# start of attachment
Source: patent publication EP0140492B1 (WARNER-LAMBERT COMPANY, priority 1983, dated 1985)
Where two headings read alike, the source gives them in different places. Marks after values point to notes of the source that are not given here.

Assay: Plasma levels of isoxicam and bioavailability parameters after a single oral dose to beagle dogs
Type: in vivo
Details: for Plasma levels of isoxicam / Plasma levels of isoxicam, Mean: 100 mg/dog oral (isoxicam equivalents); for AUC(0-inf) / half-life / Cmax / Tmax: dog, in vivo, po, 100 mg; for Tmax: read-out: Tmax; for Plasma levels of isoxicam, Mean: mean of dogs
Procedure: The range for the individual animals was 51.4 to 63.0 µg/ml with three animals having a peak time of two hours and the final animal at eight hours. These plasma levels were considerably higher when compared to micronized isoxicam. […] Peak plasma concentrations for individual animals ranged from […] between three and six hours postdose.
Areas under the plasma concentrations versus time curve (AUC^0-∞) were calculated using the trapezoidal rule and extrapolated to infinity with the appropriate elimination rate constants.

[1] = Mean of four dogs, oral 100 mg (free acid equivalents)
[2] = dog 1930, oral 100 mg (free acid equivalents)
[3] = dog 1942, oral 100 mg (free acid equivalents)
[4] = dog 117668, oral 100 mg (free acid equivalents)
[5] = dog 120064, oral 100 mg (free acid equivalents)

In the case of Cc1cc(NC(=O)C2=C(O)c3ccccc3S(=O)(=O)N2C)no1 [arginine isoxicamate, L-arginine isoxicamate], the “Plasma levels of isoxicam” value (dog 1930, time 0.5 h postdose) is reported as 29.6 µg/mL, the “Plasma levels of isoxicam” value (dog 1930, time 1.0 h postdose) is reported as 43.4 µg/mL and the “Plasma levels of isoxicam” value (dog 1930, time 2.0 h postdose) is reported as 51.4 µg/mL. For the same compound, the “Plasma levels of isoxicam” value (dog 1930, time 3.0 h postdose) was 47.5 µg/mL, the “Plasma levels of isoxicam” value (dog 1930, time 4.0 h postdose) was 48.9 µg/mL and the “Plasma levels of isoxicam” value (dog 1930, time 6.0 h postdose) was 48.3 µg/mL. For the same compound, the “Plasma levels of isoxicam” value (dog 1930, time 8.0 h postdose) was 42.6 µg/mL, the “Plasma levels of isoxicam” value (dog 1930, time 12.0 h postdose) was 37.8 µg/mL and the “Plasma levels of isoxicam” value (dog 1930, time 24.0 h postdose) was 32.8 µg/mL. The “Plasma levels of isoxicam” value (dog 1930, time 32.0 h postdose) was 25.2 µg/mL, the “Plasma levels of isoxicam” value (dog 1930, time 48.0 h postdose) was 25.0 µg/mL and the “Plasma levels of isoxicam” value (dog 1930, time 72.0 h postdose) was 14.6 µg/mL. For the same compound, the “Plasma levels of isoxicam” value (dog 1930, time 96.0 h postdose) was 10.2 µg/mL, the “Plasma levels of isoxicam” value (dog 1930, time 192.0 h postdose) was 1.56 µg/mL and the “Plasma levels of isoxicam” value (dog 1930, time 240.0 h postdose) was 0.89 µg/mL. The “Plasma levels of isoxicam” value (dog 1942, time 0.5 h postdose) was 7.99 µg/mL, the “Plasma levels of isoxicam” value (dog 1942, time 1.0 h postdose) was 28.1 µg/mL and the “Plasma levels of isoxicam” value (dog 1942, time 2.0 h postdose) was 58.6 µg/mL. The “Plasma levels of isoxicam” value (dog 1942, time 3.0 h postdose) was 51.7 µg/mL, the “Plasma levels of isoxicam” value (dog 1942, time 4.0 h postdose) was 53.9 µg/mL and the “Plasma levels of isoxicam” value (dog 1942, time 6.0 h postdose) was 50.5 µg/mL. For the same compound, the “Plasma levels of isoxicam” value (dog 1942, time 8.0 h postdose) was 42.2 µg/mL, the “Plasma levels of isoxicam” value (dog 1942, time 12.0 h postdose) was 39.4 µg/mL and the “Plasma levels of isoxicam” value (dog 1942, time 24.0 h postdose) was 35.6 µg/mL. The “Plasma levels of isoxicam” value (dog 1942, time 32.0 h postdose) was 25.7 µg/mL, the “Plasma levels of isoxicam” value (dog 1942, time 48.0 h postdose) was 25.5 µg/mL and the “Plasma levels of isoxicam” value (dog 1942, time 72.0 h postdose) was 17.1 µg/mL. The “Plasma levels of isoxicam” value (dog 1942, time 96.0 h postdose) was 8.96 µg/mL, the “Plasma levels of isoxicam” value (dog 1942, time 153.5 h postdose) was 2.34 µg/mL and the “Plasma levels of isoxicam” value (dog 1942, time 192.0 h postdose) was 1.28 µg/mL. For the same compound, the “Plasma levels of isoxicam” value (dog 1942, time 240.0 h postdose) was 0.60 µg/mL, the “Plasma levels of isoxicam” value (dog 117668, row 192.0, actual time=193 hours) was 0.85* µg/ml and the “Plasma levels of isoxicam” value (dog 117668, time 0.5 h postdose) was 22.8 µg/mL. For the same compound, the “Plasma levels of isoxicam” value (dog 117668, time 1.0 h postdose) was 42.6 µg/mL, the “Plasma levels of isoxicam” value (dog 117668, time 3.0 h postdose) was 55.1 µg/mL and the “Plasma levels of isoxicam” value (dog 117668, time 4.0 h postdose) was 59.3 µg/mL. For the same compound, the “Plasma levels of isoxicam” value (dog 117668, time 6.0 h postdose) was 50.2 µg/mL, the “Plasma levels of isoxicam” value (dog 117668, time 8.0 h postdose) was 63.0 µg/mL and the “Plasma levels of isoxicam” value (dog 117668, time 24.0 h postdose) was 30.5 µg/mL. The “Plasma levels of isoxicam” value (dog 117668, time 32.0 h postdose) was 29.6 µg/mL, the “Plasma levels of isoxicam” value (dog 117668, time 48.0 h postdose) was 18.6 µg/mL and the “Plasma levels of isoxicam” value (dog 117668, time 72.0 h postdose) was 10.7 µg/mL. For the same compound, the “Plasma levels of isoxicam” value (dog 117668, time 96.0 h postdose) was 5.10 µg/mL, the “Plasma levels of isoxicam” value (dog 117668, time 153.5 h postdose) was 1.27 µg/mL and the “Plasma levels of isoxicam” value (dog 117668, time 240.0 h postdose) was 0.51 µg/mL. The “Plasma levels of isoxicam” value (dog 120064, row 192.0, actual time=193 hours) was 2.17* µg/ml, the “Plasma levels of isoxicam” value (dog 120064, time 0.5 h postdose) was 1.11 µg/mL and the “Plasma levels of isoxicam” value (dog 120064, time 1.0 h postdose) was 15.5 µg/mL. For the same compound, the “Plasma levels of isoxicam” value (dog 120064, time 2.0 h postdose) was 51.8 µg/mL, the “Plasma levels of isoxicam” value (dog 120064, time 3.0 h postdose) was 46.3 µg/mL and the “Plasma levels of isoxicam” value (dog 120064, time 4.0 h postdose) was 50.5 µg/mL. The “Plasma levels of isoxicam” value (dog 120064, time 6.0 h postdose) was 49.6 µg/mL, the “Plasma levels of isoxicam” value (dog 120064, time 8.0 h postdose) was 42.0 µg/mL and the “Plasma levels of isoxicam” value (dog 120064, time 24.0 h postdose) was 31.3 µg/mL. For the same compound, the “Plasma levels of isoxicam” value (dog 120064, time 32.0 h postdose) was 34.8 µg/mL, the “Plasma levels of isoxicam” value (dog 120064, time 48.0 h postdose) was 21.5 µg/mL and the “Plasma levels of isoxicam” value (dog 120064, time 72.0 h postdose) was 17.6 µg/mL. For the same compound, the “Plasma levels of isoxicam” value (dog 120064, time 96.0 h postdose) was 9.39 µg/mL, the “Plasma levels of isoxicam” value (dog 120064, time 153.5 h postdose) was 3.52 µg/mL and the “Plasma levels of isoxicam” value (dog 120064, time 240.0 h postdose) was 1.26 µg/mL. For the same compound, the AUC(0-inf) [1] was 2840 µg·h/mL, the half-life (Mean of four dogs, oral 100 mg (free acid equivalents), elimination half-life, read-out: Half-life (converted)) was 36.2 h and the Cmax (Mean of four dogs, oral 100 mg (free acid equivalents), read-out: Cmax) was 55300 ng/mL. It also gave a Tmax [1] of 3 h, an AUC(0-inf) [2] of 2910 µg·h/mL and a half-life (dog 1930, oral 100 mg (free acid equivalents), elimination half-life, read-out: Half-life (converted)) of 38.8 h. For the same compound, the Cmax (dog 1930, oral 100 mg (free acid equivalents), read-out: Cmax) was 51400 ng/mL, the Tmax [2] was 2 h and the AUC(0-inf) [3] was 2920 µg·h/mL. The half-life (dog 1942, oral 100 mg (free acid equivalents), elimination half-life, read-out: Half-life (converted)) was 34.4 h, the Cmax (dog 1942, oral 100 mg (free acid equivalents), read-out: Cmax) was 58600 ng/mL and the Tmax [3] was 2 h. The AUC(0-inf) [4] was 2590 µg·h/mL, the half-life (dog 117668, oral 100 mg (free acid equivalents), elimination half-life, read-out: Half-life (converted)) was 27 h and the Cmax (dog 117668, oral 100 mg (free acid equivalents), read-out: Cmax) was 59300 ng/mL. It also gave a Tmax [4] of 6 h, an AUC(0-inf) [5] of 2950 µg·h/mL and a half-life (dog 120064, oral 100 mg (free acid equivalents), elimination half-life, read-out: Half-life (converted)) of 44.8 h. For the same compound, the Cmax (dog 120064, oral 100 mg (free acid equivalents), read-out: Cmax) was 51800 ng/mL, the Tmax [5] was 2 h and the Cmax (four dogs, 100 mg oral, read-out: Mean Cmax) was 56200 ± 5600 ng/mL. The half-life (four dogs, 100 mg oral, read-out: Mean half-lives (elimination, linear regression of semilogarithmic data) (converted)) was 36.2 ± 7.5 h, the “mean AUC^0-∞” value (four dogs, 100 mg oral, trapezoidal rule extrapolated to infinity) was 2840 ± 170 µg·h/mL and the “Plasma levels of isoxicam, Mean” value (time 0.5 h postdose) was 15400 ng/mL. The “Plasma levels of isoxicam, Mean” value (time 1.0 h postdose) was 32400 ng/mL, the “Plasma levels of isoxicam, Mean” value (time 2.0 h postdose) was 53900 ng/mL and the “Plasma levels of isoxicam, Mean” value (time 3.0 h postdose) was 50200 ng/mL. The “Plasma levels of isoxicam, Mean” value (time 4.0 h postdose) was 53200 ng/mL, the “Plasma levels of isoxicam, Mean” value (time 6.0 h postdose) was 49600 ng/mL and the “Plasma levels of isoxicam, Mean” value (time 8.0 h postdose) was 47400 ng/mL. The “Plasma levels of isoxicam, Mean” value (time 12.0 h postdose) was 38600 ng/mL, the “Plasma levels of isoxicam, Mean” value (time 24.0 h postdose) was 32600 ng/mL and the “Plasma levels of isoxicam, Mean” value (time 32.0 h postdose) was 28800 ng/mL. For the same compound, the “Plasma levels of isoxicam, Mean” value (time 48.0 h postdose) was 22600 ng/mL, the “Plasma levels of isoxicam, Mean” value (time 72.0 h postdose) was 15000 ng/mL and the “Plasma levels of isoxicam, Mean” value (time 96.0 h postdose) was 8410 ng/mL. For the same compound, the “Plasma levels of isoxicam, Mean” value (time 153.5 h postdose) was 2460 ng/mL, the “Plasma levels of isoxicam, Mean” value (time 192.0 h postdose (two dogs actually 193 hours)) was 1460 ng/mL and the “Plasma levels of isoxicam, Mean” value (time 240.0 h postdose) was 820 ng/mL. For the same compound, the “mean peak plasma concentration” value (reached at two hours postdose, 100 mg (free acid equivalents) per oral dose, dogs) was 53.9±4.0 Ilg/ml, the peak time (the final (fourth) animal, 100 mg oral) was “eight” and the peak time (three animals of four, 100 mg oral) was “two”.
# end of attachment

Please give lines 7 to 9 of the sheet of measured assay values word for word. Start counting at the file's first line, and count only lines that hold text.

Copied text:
Areas under the plasma concentrations versus time curve (AUC^0-∞) were calculated using the trapezoidal rule and extrapolated to infinity with the appropriate elimination rate constants.

[1] = Mean of four dogs, oral 100 mg (free acid equivalents)
[2] = dog 1930, oral 100 mg (free acid equivalents)